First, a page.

Back in Virginia, where her school was making budget cuts, Francis decided to drop her classes. Figuring she'd learned everything she needed to know to start a magazine, she packed up and headed to Chicago, where she lived at a place called the Milk Factory with some Planes affiliates, including guitarist Chuck French, who was then a member of Peralta, and his girlfriend, Amy. Francis split her time doing security at the Metro and graphics at one of the busiest Kinko's in the country, where she quickly climbed the ladder. But although she was making great money, she was also working non-stop, which is not what she'd had in mind. "I started to get swallowed up by it," she notes. "I was losing focus. I get wrapped up in things easily sometimes and kind of get lost, and I have to pull myself out of it, like 'Whoa! Whoa! Whoa! This is not what I want to be doing.'"
In 2004, French moved to Denver to fill the Planes slot vacated by Jamie Drier. Six months later, Francis came to town, as did current Planes bassist Neil Keener and Handsome Bobby, who'd been playing in Git Some with French. Almost immediately, Francis went back out on tour with Planes — and when the band's then-manager began dropping the ball, Francis pitched in. The manager for Hot Water Music, which was touring with Planes at the time, pulled O'Donnell aside and suggested that Francis should tour-manage his band. Upon returning to Denver, O'Donnell offered her the gig, which she readily accepted. By then, she was wholly invested in the music and the people making it.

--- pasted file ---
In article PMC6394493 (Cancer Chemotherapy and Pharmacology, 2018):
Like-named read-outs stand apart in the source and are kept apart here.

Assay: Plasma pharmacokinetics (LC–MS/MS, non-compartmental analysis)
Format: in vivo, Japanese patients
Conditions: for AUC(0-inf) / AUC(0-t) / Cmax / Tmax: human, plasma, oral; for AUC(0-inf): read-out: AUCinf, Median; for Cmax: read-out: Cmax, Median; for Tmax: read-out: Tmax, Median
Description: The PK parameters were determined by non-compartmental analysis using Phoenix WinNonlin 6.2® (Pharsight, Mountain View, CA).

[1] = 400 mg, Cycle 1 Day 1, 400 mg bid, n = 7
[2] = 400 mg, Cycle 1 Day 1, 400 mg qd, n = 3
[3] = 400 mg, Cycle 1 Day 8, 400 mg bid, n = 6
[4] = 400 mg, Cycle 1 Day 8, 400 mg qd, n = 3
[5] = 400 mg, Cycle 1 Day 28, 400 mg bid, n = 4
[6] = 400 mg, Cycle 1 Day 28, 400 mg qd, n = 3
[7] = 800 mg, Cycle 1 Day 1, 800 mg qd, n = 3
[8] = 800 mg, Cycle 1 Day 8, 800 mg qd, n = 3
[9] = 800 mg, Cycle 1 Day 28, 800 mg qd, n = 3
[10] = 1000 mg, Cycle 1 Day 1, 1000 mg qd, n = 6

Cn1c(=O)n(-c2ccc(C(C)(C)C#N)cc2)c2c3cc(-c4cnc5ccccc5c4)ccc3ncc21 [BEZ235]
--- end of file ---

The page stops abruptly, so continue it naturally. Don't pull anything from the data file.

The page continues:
"They taught me a lot about sticking with what you believe in," Francis proclaims. "I haven't seen many people who have the compassion that those guys do. They pour their hearts into whatever they do. There was a show that they played in Massachusetts, where there was like five kids there or something. And Gared's always said, 'As long as there's one kid there, it's their show.' They're going to pour their heart into it, because that kid came. They taught me that the moment you just kind of shrug it off and be like, 'Whatever. This show sucks,' or you say something over the mike like, 'Wow, look at all these people,' just being sarcastic, that's the moment that you lose that fan. And fans have always been number one to those guys. It's not about the money."
Nor is it for Francis. She's arranged her life in such a way that her living expenses are minimal, which allows her to "live it like you mean it," as the tattoo on her arm reads. "With touring, I get to be around music every day," she points out. "I get to be around my best friends and I get to travel, which means I get to be in a new place every day."
To that end, Francis has recently done touring stints with These Arms Are Snakes and Smoke or Fire. And between trips, she's been home long enough to help other bands she's been working with — Mustangs and Madras, Autokinoton, Ghost Buffalo, Minsk, Battlefields and Git Some — pick up a few shifts at 3 Kings Tavern and also work with Westword's Tuyet Nguyen on organizing Denver Fest III. But that festival, slated to take place at nine venues from Friday, August 31, through Sunday, September 2 (see www.dfesthq.com for complete info), will be bittersweet for Francis. Although it's on track to be the biggest and best event yet, it will also be one of Planes' last Denver shows.
Still, Francis won't have much time for reflection. Her own career is about to take flight. Later this year, she'll be hitting the road with another act — and there's no doubt those fellas will be in good hands. This is one lady who stands by her band.